Remember you will return to dust

Published 9:34 am Friday, February 5, 2016

Across the Pastor’s Desk, By Mark Boorsma

On Wednesday, millions will present themselves for an annual ritual called the imposition of ashes.  Rooted in an ancient story of tragic overreaching by humans, these palm-branch ashes tell a bittersweet tale.

Mark Boorsma

Mark Boorsma

“Remember that you are dust, and to dust you will return.” Echoing Genesis 3:19, these words speak a sobering and unwelcome truth. We are mortal. We will die. It is always humbling to speak these words, knowing that some to whom I speak will make that mortal transition sooner rather than later. As I say the words, I trace a cross-shaped smudge of ash on a sister’s or brother’s brow. The sign animates the ashes, for now the dire reminder shifts a bit, embracing also the sign of a beloved redeemer whose passion and love conquer death.

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Shifted thus, the words which otherwise might be abrasive and harsh become oddly tender and compassionate. If words and ashes alone toll a bell of death, the cross-sign they become speaks a deeper truth of the compassion and mercy of God.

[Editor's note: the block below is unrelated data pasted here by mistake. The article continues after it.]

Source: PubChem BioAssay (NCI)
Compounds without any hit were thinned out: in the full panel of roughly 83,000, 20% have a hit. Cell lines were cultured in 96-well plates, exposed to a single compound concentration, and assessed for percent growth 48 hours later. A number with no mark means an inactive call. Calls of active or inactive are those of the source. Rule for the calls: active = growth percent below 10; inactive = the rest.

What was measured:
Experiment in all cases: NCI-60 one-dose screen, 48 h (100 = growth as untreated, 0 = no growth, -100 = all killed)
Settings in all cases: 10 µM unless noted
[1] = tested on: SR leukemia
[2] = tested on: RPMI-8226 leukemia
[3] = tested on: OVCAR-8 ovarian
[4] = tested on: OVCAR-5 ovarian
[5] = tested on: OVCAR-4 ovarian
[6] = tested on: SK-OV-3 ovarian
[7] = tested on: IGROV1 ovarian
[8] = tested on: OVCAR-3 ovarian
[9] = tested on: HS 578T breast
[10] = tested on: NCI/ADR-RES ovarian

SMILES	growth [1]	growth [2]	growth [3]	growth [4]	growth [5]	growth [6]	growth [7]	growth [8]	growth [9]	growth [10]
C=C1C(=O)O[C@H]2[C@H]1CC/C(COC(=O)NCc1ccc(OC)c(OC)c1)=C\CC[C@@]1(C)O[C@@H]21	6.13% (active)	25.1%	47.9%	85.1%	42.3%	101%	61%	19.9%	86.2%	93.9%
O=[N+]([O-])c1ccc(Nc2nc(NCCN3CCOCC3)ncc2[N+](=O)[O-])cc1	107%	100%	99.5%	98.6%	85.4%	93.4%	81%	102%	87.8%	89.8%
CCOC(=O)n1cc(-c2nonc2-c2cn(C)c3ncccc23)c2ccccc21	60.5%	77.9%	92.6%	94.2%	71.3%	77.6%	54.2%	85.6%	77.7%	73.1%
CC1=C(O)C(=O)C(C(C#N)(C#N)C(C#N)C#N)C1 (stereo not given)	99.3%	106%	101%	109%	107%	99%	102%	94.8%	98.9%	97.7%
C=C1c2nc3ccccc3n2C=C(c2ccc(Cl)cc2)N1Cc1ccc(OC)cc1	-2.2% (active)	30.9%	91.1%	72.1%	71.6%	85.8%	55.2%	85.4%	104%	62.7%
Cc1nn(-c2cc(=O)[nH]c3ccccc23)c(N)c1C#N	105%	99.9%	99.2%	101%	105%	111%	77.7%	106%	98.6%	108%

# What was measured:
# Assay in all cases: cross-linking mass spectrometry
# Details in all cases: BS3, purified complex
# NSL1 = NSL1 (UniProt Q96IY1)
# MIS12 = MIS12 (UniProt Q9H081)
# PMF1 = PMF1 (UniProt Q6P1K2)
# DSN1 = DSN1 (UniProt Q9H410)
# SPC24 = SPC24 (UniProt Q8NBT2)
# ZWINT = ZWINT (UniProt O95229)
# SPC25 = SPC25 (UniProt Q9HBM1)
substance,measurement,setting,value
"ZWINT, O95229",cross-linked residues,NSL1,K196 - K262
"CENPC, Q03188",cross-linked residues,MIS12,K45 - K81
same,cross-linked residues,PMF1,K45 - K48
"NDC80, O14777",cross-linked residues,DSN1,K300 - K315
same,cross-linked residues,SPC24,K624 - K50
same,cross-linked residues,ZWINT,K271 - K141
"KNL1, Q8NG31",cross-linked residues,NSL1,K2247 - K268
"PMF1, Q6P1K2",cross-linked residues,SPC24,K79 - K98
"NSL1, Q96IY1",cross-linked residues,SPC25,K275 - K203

Other rituals of belonging in the church — baptism, confirmation and communion, for example — mark boundaries. Not all are baptized, not all are confirmed and not all commune. But the ashes are universal. You could walk in off the street and know nothing about the Christian faith, yet if you presented yourself for this ritual you would be included. For this is true of us all. We are dust, and to dust we will return.

The mortality that encompasses us all is traced upon us in the cruciform sign that always heralds the saving presence of Jesus. The wind/breath/Spirit of God blows where it wills. And even dust dances in the wind.


Mark Boorsma is the pastor at Ascension Lutheran Church.